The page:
Tomato Update

A few weeks ago I wrote about how I ripen tomatoes indoors once the forecast calls for the first frost. It is a highly technical process (sarcasm) so if you missed it you can find that blog entry here -> http://greenthumbjourney.com/?p=309.

I wanted to give y’all an update so you can see how my tomatoes are coming along! Screenshot_2016-02-23-09-49-47-1
We have already used several of them but the ones that remain are looking good! As you can see, the not-so-highly technical process I used to ripen the tomatoes indoors is working just fine. I have not had to buy tomatoes for a while and my heart will slowly break when I do. For now I will be enjoying the last of my tomatoes from last season that grew beautifully all because I decided to plant a seed. It truly is one of the best feelings in the world. :)
Like most home gardeners say this time of year….I can’t wait until spring!

Until next time!

Eva

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Collard Greens: Plant once and get greens all season!

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Looking for an easy starter plant to test out your green thumb? How about a plant that keeps on giving for months? Collard greens are not only easy to grow, if the leaves are cut correctly, you will continue to harvest greens from the same plant for months.

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Collards are traditionally a cold-hardy plant but there are some varieties, such as the Georgia Collard, that do well for most of the year even in warmer climates. While they can be grown almost any time of the year, it is said that the colder temperatures give the collards a sweeter flavor.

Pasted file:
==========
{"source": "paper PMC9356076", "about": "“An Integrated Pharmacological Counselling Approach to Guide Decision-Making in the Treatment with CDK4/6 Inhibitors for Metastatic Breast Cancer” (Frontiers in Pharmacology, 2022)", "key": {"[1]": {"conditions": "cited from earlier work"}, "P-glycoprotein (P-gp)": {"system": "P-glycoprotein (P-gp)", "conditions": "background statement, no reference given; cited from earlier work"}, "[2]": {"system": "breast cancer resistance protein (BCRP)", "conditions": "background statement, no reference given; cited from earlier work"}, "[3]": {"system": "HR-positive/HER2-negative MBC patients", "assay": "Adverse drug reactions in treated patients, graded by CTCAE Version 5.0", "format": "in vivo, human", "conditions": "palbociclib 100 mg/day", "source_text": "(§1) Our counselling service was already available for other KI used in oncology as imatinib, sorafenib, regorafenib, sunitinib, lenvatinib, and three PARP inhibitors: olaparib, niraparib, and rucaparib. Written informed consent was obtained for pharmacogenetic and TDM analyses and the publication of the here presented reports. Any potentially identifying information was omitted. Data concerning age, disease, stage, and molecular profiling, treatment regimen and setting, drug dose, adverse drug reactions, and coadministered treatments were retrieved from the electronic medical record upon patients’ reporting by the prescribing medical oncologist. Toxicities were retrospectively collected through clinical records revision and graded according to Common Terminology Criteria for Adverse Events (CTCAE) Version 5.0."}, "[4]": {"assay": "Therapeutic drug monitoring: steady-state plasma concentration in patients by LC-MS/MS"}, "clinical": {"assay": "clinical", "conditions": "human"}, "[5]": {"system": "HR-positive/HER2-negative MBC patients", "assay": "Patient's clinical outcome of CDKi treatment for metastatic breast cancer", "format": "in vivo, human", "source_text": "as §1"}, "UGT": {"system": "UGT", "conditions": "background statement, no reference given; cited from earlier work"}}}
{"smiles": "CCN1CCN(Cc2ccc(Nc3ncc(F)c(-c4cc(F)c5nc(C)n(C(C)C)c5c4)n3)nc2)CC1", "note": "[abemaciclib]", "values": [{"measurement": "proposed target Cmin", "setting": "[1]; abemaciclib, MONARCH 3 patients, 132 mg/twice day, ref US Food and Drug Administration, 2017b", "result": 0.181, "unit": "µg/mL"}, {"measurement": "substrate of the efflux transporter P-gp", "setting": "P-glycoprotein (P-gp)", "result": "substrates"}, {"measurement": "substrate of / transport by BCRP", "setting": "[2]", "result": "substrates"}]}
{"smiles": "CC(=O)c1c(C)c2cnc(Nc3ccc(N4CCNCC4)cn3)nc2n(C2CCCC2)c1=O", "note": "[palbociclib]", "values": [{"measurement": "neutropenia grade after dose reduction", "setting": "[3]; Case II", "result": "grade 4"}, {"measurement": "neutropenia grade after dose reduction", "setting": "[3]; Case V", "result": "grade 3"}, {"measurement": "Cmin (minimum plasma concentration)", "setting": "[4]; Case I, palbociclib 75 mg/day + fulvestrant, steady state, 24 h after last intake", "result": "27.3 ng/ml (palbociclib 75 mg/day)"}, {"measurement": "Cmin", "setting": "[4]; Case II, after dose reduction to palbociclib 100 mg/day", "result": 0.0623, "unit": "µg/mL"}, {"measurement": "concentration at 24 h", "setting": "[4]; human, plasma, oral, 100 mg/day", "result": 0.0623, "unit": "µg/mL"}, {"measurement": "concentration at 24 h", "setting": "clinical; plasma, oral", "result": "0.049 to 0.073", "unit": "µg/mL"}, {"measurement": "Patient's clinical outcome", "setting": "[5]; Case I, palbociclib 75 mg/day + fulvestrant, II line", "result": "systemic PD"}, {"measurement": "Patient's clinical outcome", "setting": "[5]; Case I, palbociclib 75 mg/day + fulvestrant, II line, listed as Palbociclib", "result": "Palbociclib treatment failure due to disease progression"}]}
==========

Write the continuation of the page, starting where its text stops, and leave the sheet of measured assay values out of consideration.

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Plant the seeds about a 1/2 inch deep and about 3 inches apart. As plants grow, thin out to about 12 inches in order to give the collards plenty of room to grow their beautiful wide leaves. When collards are ready to harvest, you do not have to cut the whole plant down to harvest the leaves. Once the leaves are at least 10 inches long you can harvest individual leaves. Start at the bottom of the plant and work your way up until you have harvested the desired amount. The collard plant will continue to grow leaves long after you have started harvesting and will look like a mini tree by the end of the season.

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Here in central Florida, our Georgia Collards grow best during late fall and all through winter. They will continue growing through the spring but tend to struggle a bit during the hottest months of the summer (June-September).

I would love to hear some of your recipes with Collard Greens! Please comment below with one of your favorites!

Until next time!

Eva

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